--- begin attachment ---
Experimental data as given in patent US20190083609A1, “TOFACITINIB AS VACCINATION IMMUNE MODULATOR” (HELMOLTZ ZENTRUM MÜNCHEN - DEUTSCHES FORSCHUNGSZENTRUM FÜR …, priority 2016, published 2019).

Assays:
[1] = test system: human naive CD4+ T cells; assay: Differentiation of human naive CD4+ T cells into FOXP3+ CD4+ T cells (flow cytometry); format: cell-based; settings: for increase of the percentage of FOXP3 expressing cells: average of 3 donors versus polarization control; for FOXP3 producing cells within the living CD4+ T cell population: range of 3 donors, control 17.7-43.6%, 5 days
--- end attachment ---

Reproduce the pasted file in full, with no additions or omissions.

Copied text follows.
Experimental data as given in patent US20190083609A1, “TOFACITINIB AS VACCINATION IMMUNE MODULATOR” (HELMOLTZ ZENTRUM MÜNCHEN - DEUTSCHES FORSCHUNGSZENTRUM FÜR …, priority 2016, published 2019).

Assays:
[1] = test system: human naive CD4+ T cells; assay: Differentiation of human naive CD4+ T cells into FOXP3+ CD4+ T cells (flow cytometry); format: cell-based; settings: for increase of the percentage of FOXP3 expressing cells: average of 3 donors versus polarization control; for FOXP3 producing cells within the living CD4+ T cell population: range of 3 donors, control 17.7-43.6%, 5 days